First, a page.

In recent months Venezuela has become emblematic of the failures of socialist economics to American and European media outlets looking for something to contrast with the seeming alienation of young millennials from capitalism. And without a doubt, Venezuela's economy is a disaster area, one that has only become worse since the collapse in oil prices.
Ultimately, however, the problems in Venezuela are as much political as economic. Yes incoherent economic policies have been pursued, but they have also been pursued within a system with no functioning judiciary, no checks or balances, and where political conflict becomes winner-take-all. Hugo Chavez is not responsible for this though he undoubtedly escalated the conflict. The bane of Latin American politics since independence has been the lack of the uniquely English concept of a "loyal opposition" an opposition that is both a viable alternative government, and one whose assumption of power will not signify ruin for those in power. Without such a concept, it is impossible to have free elections or an independent judiciary, since there are only two possible roles for either to play; that of affirming the authority of those in power and that of undermining it.
Absent such a concept, elections largely exist to ratify and legitimize the authority of existing office-holders rather than to determine the victor between contesting groups. It is axiomatic for opposition groups to refuse to accept their legitimacy as they are not designed to ever allow them to win, much less take office if they somehow do so. Equally, it is impossible for transitions to happen half-way. As elections are always weighted in favor of those in power, if not outright rigged, they cannot resolve disputes in a way that does result in the destruction of one party. Hence in the cases where cohabitation is forced on rival political forces, the government of national unity in Zimbabwe between 2008 and 2013 for example, the 2013 elections threatened disaster for Mugabe's opponents who controlled the National Assembly unless they could remove him. Their failure to do so resulted in their destruction.
This helps to explain why the victory of the opposition in Venezuela's National Assembly elections last year failed to change much. On the one hand, President Maduro and his allies had no intention of ceding power even if the economic realities compelled them to cede office, and in fact he is now pushing for the dissolution of the National Assembly itself. At the same time, however, the opposition never seriously tried to either work with him, or to improve the economic situation. From the start, they treated their victory the way a besieging army does a seizure of a portion of city wall; not as a position to begin talks, but rather as a base from which to launch a final offensive to finish off their foes. From the start, the first, and only order of business was the removal of Maduro himself, first through impeachment, and when a Supreme Court ruling denied them the needed two thirds majority on a technical ruling, by collecting enough signatures to trigger a recall election. In effect then, the sole policy pursued by the opposition since taking office amidst the collapse of the Venezuelan economy is to collect enough signatures to trigger another election.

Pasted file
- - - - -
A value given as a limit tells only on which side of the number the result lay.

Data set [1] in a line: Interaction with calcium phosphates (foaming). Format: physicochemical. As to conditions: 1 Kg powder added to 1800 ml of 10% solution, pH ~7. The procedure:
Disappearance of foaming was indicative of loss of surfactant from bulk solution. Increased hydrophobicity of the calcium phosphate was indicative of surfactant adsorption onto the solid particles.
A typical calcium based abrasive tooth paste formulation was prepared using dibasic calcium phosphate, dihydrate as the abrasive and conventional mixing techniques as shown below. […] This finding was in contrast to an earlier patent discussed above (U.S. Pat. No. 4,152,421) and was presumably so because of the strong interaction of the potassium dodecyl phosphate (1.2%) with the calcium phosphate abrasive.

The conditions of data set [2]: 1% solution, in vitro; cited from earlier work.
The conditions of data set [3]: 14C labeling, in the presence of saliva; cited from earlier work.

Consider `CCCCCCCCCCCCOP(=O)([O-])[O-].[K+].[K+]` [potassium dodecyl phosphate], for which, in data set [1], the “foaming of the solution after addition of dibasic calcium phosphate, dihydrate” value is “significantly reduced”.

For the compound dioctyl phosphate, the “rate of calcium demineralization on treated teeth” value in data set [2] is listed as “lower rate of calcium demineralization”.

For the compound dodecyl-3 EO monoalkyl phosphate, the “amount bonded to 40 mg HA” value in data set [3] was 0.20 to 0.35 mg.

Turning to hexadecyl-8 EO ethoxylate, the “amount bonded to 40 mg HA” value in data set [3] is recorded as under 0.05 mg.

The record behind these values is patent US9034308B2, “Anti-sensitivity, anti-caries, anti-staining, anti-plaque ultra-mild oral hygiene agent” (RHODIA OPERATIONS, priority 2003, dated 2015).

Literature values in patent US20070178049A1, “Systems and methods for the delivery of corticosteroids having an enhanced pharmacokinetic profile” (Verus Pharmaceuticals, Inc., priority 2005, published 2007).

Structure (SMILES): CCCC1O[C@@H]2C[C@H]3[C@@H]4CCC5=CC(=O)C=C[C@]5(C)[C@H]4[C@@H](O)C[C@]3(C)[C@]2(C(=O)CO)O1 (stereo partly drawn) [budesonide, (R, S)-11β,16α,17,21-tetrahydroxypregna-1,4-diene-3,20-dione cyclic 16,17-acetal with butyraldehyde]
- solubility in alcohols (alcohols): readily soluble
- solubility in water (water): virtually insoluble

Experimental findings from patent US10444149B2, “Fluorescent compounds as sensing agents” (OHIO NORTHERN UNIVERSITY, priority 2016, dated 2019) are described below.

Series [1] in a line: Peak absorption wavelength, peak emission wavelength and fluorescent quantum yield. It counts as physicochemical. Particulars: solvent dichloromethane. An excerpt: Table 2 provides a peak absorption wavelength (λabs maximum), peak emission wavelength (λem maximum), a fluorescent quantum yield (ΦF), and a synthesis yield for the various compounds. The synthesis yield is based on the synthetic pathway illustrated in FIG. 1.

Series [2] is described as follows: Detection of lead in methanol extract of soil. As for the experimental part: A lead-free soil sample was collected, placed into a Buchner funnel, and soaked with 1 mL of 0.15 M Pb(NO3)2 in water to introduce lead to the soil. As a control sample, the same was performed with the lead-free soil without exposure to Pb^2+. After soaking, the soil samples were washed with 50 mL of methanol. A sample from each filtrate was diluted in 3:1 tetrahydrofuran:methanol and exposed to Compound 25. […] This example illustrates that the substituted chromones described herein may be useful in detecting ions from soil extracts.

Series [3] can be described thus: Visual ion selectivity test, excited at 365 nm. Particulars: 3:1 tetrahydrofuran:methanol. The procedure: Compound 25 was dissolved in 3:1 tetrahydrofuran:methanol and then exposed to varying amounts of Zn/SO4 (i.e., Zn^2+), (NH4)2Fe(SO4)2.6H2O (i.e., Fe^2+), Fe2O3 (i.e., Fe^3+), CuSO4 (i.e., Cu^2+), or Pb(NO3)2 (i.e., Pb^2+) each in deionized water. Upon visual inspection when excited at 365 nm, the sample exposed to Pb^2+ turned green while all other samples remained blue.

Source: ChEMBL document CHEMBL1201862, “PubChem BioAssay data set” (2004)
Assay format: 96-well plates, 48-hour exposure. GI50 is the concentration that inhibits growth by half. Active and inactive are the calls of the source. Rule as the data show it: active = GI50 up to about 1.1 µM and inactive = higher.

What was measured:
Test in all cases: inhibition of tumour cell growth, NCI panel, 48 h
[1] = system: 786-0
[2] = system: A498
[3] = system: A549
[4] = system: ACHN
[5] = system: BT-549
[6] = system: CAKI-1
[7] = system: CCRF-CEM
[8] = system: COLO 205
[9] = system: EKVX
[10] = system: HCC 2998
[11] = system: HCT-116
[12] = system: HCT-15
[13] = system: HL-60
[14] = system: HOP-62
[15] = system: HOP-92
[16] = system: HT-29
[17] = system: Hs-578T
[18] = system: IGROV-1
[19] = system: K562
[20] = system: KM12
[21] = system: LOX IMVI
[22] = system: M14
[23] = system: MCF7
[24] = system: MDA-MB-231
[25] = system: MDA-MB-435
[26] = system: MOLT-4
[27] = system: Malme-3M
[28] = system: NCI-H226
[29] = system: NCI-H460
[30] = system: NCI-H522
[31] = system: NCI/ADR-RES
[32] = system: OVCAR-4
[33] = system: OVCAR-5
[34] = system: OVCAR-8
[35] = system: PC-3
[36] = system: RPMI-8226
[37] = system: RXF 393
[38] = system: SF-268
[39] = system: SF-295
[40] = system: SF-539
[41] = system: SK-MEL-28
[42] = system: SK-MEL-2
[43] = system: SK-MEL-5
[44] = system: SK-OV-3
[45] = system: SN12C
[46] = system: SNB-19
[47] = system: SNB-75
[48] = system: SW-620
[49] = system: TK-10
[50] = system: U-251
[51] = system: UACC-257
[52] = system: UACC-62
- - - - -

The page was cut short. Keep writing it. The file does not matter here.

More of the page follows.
It is understandable why many in the opposition MUD might think that the removal of Maduro and the takeover of the Presidency is a prerequisite for any successful economic reform. In the long run it is likely true. Attempting to work with Mugabe almost certainly did not work for the MDC in Zimbabwe. Nonetheless, the refusal to even propose reforms with no chance of passing has reinforced the impression that the MUD considers the existence of Maduro and other Chavistas in office, not their specific policies, to be the major cause of Venezuela's troubles.
That is an unwise approach. Not only does it raise unrealistic expectations for when the MUD or its successors do manage to take power, but it also separates political activism from a wider society. The MUD managed to overcome the advantages of office and state control possessed by the Chavistas last year because voters associated a vote for the opposition with a vote for an improvement in their own lives and therefore were willing to overcome doubts about the intentions and policies of an alliance which stretched from Oligarchs to Communists. Now, however, the political contest has been turned into a mere battle for power, one in which Maduro still has all the advantages of state power, but the MUD is merely another political player battling for power and office. On a comparative level that is a loss for the opposition.
That loss may well matter because whether or not the MUD gets its recall, or alternatively Maduro succeeds in recalling the National Assembly, will not depend on the law or the number of signatures, but whether the MUD can mobilize enough popular unrest to compel the government to give in. Popular indifference is not a neutral factor, but rather one that would play into Maduro's hands.
Ultimately the opposition needs an actual program they can present Maduro as obstructing in order to win, The more this appears a petty power struggle, the more likely they are to lose. And they have not been playing their cards well over the last six months.